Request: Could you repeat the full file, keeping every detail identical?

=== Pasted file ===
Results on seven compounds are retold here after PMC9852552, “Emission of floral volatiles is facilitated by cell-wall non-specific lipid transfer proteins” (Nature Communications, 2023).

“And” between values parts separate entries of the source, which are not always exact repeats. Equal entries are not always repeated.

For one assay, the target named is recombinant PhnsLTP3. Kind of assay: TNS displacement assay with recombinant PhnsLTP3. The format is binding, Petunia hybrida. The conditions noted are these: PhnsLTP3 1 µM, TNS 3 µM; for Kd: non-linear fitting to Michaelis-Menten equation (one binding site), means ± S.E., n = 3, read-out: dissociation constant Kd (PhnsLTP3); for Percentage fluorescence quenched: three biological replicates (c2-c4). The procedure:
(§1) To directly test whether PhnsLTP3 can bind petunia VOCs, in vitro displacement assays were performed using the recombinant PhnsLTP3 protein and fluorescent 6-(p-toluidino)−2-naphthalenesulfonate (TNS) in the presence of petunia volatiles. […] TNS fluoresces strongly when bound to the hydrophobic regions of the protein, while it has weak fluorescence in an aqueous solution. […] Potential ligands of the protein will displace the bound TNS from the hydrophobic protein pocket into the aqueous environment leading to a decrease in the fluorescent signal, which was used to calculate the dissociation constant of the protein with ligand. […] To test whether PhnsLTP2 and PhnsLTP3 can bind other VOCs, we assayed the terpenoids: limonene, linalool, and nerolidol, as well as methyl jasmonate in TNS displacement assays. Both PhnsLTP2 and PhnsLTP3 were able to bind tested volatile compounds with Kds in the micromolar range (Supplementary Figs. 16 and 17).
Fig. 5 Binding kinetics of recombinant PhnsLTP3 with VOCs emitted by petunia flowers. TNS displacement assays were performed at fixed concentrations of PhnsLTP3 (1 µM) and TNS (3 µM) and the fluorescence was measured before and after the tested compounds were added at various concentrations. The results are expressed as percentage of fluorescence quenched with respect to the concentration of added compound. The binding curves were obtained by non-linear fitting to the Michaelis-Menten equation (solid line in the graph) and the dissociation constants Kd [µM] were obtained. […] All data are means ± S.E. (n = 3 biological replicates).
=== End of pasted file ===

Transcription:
Results on seven compounds are retold here after PMC9852552, “Emission of floral volatiles is facilitated by cell-wall non-specific lipid transfer proteins” (Nature Communications, 2023).

“And” between values parts separate entries of the source, which are not always exact repeats. Equal entries are not always repeated.

For one assay, the target named is recombinant PhnsLTP3. Kind of assay: TNS displacement assay with recombinant PhnsLTP3. The format is binding, Petunia hybrida. The conditions noted are these: PhnsLTP3 1 µM, TNS 3 µM; for Kd: non-linear fitting to Michaelis-Menten equation (one binding site), means ± S.E., n = 3, read-out: dissociation constant Kd (PhnsLTP3); for Percentage fluorescence quenched: three biological replicates (c2-c4). The procedure:
(§1) To directly test whether PhnsLTP3 can bind petunia VOCs, in vitro displacement assays were performed using the recombinant PhnsLTP3 protein and fluorescent 6-(p-toluidino)−2-naphthalenesulfonate (TNS) in the presence of petunia volatiles. […] TNS fluoresces strongly when bound to the hydrophobic regions of the protein, while it has weak fluorescence in an aqueous solution. […] Potential ligands of the protein will displace the bound TNS from the hydrophobic protein pocket into the aqueous environment leading to a decrease in the fluorescent signal, which was used to calculate the dissociation constant of the protein with ligand. […] To test whether PhnsLTP2 and PhnsLTP3 can bind other VOCs, we assayed the terpenoids: limonene, linalool, and nerolidol, as well as methyl jasmonate in TNS displacement assays. Both PhnsLTP2 and PhnsLTP3 were able to bind tested volatile compounds with Kds in the micromolar range (Supplementary Figs. 16 and 17).
Fig. 5 Binding kinetics of recombinant PhnsLTP3 with VOCs emitted by petunia flowers. TNS displacement assays were performed at fixed concentrations of PhnsLTP3 (1 µM) and TNS (3 µM) and the fluorescence was measured before and after the tested compounds were added at various concentrations. The results are expressed as percentage of fluorescence quenched with respect to the concentration of added compound. The binding curves were obtained by non-linear fitting to the Michaelis-Menten equation (solid line in the graph) and the dissociation constants Kd [µM] were obtained. […] All data are means ± S.E. (n = 3 biological replicates).